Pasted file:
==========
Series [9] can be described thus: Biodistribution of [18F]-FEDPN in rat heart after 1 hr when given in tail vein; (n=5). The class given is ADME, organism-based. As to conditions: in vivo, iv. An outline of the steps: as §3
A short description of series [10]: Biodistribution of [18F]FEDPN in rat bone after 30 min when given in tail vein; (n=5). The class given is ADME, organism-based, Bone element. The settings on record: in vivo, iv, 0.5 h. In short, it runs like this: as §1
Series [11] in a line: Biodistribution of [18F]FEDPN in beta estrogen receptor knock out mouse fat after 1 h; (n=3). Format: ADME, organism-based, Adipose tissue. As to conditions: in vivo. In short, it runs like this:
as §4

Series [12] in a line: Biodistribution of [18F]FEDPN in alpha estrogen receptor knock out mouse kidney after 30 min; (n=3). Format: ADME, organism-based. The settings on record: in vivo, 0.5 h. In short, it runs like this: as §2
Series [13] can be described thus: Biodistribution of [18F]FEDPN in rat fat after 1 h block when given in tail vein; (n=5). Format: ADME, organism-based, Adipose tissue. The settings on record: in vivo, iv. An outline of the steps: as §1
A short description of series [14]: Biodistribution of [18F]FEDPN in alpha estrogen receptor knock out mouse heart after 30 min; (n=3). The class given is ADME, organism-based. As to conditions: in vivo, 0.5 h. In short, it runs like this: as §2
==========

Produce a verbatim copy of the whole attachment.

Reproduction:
Series [9] can be described thus: Biodistribution of [18F]-FEDPN in rat heart after 1 hr when given in tail vein; (n=5). The class given is ADME, organism-based. As to conditions: in vivo, iv. An outline of the steps: as §3
A short description of series [10]: Biodistribution of [18F]FEDPN in rat bone after 30 min when given in tail vein; (n=5). The class given is ADME, organism-based, Bone element. The settings on record: in vivo, iv, 0.5 h. In short, it runs like this: as §1
Series [11] in a line: Biodistribution of [18F]FEDPN in beta estrogen receptor knock out mouse fat after 1 h; (n=3). Format: ADME, organism-based, Adipose tissue. As to conditions: in vivo. In short, it runs like this:
as §4

Series [12] in a line: Biodistribution of [18F]FEDPN in alpha estrogen receptor knock out mouse kidney after 30 min; (n=3). Format: ADME, organism-based. The settings on record: in vivo, 0.5 h. In short, it runs like this: as §2
Series [13] can be described thus: Biodistribution of [18F]FEDPN in rat fat after 1 h block when given in tail vein; (n=5). Format: ADME, organism-based, Adipose tissue. The settings on record: in vivo, iv. An outline of the steps: as §1
A short description of series [14]: Biodistribution of [18F]FEDPN in alpha estrogen receptor knock out mouse heart after 30 min; (n=3). The class given is ADME, organism-based. As to conditions: in vivo, 0.5 h. In short, it runs like this: as §2